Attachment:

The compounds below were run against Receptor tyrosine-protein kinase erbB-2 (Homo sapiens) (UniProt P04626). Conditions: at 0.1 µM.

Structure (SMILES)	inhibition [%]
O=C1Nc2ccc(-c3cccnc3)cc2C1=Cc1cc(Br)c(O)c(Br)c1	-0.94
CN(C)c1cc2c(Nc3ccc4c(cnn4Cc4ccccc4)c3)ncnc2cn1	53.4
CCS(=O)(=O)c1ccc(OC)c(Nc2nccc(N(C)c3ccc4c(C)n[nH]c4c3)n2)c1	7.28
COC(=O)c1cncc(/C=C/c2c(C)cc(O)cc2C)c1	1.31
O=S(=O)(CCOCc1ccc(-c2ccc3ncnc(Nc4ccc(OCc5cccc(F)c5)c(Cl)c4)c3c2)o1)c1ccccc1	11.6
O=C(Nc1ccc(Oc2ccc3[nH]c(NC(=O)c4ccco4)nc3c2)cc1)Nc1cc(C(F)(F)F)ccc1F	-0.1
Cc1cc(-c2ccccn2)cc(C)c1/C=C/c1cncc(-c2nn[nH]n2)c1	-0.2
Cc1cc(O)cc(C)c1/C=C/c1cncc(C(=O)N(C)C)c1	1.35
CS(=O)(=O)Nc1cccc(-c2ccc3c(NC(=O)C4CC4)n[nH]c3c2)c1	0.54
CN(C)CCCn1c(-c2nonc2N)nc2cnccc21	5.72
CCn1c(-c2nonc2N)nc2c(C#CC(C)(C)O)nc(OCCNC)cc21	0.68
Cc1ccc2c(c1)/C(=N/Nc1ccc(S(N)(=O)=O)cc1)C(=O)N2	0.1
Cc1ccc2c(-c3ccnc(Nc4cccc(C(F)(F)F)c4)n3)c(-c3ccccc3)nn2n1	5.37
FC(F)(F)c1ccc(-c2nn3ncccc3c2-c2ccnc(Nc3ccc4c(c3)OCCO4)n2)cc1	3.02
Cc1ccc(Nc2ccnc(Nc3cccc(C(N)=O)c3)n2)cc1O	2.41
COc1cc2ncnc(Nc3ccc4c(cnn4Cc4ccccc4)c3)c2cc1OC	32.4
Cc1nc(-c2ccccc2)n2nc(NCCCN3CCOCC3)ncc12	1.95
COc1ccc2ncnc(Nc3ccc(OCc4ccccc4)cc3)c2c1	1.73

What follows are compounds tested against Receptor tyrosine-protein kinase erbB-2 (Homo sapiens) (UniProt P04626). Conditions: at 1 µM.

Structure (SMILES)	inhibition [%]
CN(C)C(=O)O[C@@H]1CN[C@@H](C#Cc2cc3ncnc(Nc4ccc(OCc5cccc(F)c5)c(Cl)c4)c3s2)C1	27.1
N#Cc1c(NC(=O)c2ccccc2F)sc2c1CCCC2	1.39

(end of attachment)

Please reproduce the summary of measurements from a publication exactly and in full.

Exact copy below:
The compounds below were run against Receptor tyrosine-protein kinase erbB-2 (Homo sapiens) (UniProt P04626). Conditions: at 0.1 µM.

Structure (SMILES)	inhibition [%]
O=C1Nc2ccc(-c3cccnc3)cc2C1=Cc1cc(Br)c(O)c(Br)c1	-0.94
CN(C)c1cc2c(Nc3ccc4c(cnn4Cc4ccccc4)c3)ncnc2cn1	53.4
CCS(=O)(=O)c1ccc(OC)c(Nc2nccc(N(C)c3ccc4c(C)n[nH]c4c3)n2)c1	7.28
COC(=O)c1cncc(/C=C/c2c(C)cc(O)cc2C)c1	1.31
O=S(=O)(CCOCc1ccc(-c2ccc3ncnc(Nc4ccc(OCc5cccc(F)c5)c(Cl)c4)c3c2)o1)c1ccccc1	11.6
O=C(Nc1ccc(Oc2ccc3[nH]c(NC(=O)c4ccco4)nc3c2)cc1)Nc1cc(C(F)(F)F)ccc1F	-0.1
Cc1cc(-c2ccccn2)cc(C)c1/C=C/c1cncc(-c2nn[nH]n2)c1	-0.2
Cc1cc(O)cc(C)c1/C=C/c1cncc(C(=O)N(C)C)c1	1.35
CS(=O)(=O)Nc1cccc(-c2ccc3c(NC(=O)C4CC4)n[nH]c3c2)c1	0.54
CN(C)CCCn1c(-c2nonc2N)nc2cnccc21	5.72
CCn1c(-c2nonc2N)nc2c(C#CC(C)(C)O)nc(OCCNC)cc21	0.68
Cc1ccc2c(c1)/C(=N/Nc1ccc(S(N)(=O)=O)cc1)C(=O)N2	0.1
Cc1ccc2c(-c3ccnc(Nc4cccc(C(F)(F)F)c4)n3)c(-c3ccccc3)nn2n1	5.37
FC(F)(F)c1ccc(-c2nn3ncccc3c2-c2ccnc(Nc3ccc4c(c3)OCCO4)n2)cc1	3.02
Cc1ccc(Nc2ccnc(Nc3cccc(C(N)=O)c3)n2)cc1O	2.41
COc1cc2ncnc(Nc3ccc4c(cnn4Cc4ccccc4)c3)c2cc1OC	32.4
Cc1nc(-c2ccccc2)n2nc(NCCCN3CCOCC3)ncc12	1.95
COc1ccc2ncnc(Nc3ccc(OCc4ccccc4)cc3)c2c1	1.73

What follows are compounds tested against Receptor tyrosine-protein kinase erbB-2 (Homo sapiens) (UniProt P04626). Conditions: at 1 µM.

Structure (SMILES)	inhibition [%]
CN(C)C(=O)O[C@@H]1CN[C@@H](C#Cc2cc3ncnc(Nc4ccc(OCc5cccc(F)c5)c(Cl)c4)c3s2)C1	27.1
N#Cc1c(NC(=O)c2ccccc2F)sc2c1CCCC2	1.39